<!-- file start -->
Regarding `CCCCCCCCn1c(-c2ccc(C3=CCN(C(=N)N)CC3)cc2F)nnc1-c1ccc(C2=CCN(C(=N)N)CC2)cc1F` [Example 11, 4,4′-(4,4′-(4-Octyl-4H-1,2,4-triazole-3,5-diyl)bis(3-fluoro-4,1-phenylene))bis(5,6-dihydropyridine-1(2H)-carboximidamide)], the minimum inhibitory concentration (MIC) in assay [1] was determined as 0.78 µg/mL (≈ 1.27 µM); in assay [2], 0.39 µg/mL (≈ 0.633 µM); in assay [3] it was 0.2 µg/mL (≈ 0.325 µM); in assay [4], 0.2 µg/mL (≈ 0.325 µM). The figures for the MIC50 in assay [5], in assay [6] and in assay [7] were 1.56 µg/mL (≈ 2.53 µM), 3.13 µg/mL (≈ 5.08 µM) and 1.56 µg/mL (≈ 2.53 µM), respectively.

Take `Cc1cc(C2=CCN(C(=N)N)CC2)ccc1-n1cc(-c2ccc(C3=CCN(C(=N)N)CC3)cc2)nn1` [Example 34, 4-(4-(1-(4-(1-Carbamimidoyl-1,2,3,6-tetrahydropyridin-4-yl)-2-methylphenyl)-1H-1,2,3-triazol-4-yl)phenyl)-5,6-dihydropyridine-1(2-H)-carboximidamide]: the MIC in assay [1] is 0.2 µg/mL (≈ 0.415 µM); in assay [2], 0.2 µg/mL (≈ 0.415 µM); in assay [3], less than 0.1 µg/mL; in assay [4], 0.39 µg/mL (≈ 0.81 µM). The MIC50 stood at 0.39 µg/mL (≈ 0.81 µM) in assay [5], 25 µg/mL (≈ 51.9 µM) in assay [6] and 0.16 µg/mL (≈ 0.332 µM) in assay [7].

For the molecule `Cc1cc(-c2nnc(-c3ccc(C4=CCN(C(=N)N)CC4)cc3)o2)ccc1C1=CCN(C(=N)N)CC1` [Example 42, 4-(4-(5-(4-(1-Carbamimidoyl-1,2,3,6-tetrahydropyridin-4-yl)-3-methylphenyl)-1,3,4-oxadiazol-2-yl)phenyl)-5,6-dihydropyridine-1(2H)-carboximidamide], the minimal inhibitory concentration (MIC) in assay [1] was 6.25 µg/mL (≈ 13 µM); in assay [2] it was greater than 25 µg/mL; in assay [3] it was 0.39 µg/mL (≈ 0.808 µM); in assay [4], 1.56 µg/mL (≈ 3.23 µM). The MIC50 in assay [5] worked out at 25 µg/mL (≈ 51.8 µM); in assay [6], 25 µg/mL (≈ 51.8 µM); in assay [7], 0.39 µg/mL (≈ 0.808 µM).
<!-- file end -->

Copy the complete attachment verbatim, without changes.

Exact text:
Regarding `CCCCCCCCn1c(-c2ccc(C3=CCN(C(=N)N)CC3)cc2F)nnc1-c1ccc(C2=CCN(C(=N)N)CC2)cc1F` [Example 11, 4,4′-(4,4′-(4-Octyl-4H-1,2,4-triazole-3,5-diyl)bis(3-fluoro-4,1-phenylene))bis(5,6-dihydropyridine-1(2H)-carboximidamide)], the minimum inhibitory concentration (MIC) in assay [1] was determined as 0.78 µg/mL (≈ 1.27 µM); in assay [2], 0.39 µg/mL (≈ 0.633 µM); in assay [3] it was 0.2 µg/mL (≈ 0.325 µM); in assay [4], 0.2 µg/mL (≈ 0.325 µM). The figures for the MIC50 in assay [5], in assay [6] and in assay [7] were 1.56 µg/mL (≈ 2.53 µM), 3.13 µg/mL (≈ 5.08 µM) and 1.56 µg/mL (≈ 2.53 µM), respectively.

Take `Cc1cc(C2=CCN(C(=N)N)CC2)ccc1-n1cc(-c2ccc(C3=CCN(C(=N)N)CC3)cc2)nn1` [Example 34, 4-(4-(1-(4-(1-Carbamimidoyl-1,2,3,6-tetrahydropyridin-4-yl)-2-methylphenyl)-1H-1,2,3-triazol-4-yl)phenyl)-5,6-dihydropyridine-1(2-H)-carboximidamide]: the MIC in assay [1] is 0.2 µg/mL (≈ 0.415 µM); in assay [2], 0.2 µg/mL (≈ 0.415 µM); in assay [3], less than 0.1 µg/mL; in assay [4], 0.39 µg/mL (≈ 0.81 µM). The MIC50 stood at 0.39 µg/mL (≈ 0.81 µM) in assay [5], 25 µg/mL (≈ 51.9 µM) in assay [6] and 0.16 µg/mL (≈ 0.332 µM) in assay [7].

For the molecule `Cc1cc(-c2nnc(-c3ccc(C4=CCN(C(=N)N)CC4)cc3)o2)ccc1C1=CCN(C(=N)N)CC1` [Example 42, 4-(4-(5-(4-(1-Carbamimidoyl-1,2,3,6-tetrahydropyridin-4-yl)-3-methylphenyl)-1,3,4-oxadiazol-2-yl)phenyl)-5,6-dihydropyridine-1(2H)-carboximidamide], the minimal inhibitory concentration (MIC) in assay [1] was 6.25 µg/mL (≈ 13 µM); in assay [2] it was greater than 25 µg/mL; in assay [3] it was 0.39 µg/mL (≈ 0.808 µM); in assay [4], 1.56 µg/mL (≈ 3.23 µM). The MIC50 in assay [5] worked out at 25 µg/mL (≈ 51.8 µM); in assay [6], 25 µg/mL (≈ 51.8 µM); in assay [7], 0.39 µg/mL (≈ 0.808 µM).